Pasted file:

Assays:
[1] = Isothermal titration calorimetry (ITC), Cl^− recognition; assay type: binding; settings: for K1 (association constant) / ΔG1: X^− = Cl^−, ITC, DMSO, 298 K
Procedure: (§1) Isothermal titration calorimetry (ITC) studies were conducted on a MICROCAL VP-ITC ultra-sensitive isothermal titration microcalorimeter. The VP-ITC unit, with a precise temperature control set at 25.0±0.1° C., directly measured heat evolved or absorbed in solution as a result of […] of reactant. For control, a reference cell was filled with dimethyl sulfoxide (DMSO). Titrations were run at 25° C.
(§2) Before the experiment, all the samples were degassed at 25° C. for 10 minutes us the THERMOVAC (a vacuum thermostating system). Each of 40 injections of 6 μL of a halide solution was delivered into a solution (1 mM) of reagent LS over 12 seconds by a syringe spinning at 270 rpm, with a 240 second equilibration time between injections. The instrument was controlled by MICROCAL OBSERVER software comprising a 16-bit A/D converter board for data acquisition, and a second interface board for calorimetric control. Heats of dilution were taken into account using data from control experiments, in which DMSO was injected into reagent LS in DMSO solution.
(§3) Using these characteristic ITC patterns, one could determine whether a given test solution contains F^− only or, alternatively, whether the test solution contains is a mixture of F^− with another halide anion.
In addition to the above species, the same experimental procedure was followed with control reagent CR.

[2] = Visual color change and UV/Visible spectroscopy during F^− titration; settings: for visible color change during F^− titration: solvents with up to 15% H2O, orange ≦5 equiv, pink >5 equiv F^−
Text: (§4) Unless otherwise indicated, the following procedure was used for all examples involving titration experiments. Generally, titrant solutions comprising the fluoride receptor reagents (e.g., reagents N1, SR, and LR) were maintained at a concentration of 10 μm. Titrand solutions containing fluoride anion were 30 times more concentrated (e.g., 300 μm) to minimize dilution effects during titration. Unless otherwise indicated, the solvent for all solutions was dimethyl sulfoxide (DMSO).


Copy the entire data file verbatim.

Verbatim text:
Assays:
[1] = Isothermal titration calorimetry (ITC), Cl^− recognition; assay type: binding; settings: for K1 (association constant) / ΔG1: X^− = Cl^−, ITC, DMSO, 298 K
Procedure: (§1) Isothermal titration calorimetry (ITC) studies were conducted on a MICROCAL VP-ITC ultra-sensitive isothermal titration microcalorimeter. The VP-ITC unit, with a precise temperature control set at 25.0±0.1° C., directly measured heat evolved or absorbed in solution as a result of […] of reactant. For control, a reference cell was filled with dimethyl sulfoxide (DMSO). Titrations were run at 25° C.
(§2) Before the experiment, all the samples were degassed at 25° C. for 10 minutes us the THERMOVAC (a vacuum thermostating system). Each of 40 injections of 6 μL of a halide solution was delivered into a solution (1 mM) of reagent LS over 12 seconds by a syringe spinning at 270 rpm, with a 240 second equilibration time between injections. The instrument was controlled by MICROCAL OBSERVER software comprising a 16-bit A/D converter board for data acquisition, and a second interface board for calorimetric control. Heats of dilution were taken into account using data from control experiments, in which DMSO was injected into reagent LS in DMSO solution.
(§3) Using these characteristic ITC patterns, one could determine whether a given test solution contains F^− only or, alternatively, whether the test solution contains is a mixture of F^− with another halide anion.
In addition to the above species, the same experimental procedure was followed with control reagent CR.

[2] = Visual color change and UV/Visible spectroscopy during F^− titration; settings: for visible color change during F^− titration: solvents with up to 15% H2O, orange ≦5 equiv, pink >5 equiv F^−
Text: (§4) Unless otherwise indicated, the following procedure was used for all examples involving titration experiments. Generally, titrant solutions comprising the fluoride receptor reagents (e.g., reagents N1, SR, and LR) were maintained at a concentration of 10 μm. Titrand solutions containing fluoride anion were 30 times more concentrated (e.g., 300 μm) to minimize dilution effects during titration. Unless otherwise indicated, the solvent for all solutions was dimethyl sulfoxide (DMSO).